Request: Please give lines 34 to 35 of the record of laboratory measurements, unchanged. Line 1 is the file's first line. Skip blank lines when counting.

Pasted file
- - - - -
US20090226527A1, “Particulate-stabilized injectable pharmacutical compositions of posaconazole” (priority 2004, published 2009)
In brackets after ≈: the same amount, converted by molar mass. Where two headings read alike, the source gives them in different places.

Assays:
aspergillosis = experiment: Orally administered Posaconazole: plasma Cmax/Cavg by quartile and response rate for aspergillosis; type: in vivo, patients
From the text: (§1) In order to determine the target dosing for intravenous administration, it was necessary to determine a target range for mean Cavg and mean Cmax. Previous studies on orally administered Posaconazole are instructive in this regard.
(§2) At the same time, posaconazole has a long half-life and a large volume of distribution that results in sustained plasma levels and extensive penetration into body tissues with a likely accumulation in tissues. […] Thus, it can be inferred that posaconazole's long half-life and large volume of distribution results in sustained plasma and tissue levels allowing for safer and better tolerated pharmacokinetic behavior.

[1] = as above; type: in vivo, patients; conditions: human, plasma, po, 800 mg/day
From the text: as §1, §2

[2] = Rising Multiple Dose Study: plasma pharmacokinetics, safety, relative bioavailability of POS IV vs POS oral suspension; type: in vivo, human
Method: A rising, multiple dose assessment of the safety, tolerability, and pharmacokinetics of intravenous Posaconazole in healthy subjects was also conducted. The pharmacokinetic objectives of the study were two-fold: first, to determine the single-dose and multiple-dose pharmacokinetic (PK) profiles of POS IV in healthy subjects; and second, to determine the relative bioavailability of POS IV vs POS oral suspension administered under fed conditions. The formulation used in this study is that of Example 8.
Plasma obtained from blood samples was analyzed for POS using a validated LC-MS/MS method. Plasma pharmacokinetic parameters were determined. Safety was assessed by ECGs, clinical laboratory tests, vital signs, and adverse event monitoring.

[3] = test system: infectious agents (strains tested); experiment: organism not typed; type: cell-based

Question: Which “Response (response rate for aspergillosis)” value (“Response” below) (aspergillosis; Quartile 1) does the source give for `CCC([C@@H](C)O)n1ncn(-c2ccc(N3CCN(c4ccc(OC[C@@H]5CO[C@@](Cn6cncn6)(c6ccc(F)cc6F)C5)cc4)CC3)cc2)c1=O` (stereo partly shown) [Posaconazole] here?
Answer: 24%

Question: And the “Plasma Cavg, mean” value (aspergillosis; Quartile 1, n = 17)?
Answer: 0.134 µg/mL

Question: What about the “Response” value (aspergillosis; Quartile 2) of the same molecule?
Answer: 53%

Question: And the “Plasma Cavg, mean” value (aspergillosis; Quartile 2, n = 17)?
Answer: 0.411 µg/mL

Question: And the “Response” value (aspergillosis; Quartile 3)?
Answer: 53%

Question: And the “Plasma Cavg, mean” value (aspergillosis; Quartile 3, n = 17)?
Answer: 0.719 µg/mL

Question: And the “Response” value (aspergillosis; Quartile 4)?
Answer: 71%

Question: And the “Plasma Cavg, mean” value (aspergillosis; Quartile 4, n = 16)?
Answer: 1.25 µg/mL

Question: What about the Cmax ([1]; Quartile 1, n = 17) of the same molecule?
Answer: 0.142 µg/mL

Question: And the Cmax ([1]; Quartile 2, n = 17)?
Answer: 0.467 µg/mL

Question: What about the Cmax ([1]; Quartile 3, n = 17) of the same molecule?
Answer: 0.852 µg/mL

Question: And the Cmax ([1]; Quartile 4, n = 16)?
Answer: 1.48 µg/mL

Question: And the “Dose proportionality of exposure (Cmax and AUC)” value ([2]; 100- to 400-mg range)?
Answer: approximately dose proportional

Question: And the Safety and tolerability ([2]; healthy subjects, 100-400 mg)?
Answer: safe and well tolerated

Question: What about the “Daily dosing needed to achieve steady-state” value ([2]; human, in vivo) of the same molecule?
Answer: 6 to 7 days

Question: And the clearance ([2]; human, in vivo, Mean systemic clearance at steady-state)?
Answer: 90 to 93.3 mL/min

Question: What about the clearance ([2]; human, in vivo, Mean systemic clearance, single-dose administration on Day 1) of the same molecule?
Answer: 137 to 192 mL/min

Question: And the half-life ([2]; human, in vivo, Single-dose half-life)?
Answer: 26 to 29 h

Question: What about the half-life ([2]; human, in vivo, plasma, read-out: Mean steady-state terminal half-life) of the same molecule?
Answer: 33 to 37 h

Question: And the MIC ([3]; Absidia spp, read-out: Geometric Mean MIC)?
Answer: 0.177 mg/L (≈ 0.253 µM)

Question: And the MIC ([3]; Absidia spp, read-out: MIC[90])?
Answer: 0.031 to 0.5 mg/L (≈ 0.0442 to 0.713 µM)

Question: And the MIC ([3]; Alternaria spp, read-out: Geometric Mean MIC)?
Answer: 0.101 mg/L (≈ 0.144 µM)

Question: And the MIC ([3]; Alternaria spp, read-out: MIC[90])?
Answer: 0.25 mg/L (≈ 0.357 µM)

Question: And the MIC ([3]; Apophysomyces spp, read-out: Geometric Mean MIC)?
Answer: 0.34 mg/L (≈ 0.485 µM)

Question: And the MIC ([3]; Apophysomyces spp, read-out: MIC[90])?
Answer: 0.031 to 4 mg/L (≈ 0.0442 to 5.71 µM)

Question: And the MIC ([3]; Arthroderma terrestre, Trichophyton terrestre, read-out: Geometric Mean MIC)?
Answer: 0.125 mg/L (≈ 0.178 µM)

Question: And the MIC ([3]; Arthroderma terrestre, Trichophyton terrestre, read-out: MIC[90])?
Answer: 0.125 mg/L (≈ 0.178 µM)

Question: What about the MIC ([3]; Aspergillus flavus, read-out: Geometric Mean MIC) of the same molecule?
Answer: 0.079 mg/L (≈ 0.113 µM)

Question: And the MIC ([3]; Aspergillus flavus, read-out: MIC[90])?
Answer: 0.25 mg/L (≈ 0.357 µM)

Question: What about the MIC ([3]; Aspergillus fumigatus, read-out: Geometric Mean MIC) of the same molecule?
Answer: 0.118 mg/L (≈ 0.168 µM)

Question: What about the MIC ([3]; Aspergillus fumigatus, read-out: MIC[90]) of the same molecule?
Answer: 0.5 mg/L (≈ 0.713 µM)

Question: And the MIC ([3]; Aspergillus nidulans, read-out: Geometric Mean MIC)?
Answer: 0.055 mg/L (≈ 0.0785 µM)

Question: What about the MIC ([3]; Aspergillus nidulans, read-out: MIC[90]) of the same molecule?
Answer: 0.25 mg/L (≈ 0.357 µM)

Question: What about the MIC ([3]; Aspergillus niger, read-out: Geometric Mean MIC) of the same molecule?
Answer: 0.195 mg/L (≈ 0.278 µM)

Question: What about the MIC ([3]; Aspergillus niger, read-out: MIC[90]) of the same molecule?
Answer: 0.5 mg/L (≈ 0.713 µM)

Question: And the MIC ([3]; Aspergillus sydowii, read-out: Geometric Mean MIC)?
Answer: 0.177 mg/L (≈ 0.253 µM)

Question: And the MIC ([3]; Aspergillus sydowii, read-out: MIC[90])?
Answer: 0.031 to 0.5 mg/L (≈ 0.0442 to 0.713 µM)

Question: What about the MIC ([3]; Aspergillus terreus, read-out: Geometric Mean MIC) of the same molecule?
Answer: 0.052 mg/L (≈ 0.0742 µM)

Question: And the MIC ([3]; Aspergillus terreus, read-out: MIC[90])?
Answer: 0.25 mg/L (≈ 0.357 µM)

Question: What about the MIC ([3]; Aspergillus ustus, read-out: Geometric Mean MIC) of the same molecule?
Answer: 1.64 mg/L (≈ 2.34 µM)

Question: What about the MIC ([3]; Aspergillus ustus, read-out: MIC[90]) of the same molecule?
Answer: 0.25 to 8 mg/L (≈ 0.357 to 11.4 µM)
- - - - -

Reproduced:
Answer: 0.852 µg/mL

Question: And the Cmax ([1]; Quartile 4, n = 16)?